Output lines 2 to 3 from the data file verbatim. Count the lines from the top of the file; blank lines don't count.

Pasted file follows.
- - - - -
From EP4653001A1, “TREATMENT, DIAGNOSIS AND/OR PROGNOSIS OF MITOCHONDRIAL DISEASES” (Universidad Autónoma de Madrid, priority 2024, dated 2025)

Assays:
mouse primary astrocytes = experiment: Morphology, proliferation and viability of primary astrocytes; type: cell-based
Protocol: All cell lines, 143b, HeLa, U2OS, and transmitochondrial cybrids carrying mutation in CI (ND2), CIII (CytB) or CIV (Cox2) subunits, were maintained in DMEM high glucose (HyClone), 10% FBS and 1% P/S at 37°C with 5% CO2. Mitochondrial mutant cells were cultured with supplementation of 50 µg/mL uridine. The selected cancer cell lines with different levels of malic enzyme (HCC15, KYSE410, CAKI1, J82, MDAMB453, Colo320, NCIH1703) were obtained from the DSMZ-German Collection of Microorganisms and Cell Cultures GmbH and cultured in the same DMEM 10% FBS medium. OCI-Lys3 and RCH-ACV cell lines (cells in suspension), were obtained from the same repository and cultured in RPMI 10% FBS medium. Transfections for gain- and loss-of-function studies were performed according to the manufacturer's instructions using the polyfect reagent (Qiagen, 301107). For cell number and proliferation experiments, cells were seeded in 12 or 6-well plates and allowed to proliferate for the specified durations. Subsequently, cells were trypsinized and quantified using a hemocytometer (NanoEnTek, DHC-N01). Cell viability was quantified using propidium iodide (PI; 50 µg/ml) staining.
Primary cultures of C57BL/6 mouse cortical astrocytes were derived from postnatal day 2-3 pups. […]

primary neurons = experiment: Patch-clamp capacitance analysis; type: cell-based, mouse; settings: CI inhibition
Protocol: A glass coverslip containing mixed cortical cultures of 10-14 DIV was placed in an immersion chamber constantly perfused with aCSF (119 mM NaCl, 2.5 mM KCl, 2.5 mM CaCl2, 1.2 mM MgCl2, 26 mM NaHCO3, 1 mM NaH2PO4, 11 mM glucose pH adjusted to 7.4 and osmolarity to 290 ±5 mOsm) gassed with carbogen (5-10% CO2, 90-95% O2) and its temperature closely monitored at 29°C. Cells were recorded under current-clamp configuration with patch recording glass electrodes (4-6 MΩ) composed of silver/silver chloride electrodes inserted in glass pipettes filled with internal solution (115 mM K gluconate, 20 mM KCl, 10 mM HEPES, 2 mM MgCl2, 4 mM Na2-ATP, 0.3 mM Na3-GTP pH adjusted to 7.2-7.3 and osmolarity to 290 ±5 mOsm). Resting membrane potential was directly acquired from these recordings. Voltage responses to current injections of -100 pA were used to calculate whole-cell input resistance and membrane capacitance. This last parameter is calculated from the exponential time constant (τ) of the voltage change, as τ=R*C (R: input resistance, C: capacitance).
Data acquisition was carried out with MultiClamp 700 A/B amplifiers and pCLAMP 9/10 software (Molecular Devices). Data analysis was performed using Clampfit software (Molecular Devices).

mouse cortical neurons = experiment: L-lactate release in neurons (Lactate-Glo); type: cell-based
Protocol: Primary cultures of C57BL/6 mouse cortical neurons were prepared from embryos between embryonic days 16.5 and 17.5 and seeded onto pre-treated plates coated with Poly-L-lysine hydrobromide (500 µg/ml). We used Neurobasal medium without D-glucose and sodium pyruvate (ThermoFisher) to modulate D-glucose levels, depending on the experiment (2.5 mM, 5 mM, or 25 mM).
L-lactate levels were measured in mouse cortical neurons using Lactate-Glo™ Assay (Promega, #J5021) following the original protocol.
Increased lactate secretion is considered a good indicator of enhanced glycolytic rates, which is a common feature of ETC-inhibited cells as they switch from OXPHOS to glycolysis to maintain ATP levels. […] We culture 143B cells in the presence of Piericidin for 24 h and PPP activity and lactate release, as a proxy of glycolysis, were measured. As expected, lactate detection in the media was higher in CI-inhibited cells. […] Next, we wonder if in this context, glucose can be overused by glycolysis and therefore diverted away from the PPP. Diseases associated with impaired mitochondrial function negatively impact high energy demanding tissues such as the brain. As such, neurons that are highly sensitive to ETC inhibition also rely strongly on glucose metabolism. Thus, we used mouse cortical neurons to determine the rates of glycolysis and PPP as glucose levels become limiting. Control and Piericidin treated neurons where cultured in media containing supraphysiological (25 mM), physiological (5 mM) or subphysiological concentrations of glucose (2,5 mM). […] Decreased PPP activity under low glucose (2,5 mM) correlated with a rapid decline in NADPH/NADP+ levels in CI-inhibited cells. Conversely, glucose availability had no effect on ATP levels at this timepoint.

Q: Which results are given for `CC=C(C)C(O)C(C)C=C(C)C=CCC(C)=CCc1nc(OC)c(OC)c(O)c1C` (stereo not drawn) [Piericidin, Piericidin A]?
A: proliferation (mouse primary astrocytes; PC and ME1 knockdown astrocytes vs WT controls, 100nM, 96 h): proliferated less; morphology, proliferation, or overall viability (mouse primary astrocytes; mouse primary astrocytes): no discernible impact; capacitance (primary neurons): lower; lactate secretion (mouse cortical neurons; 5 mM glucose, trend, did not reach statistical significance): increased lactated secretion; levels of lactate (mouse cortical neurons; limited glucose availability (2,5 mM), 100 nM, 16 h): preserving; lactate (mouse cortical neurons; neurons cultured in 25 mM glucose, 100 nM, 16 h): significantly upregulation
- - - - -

Assays:
mouse primary astrocytes = experiment: Morphology, proliferation and viability of primary astrocytes; type: cell-based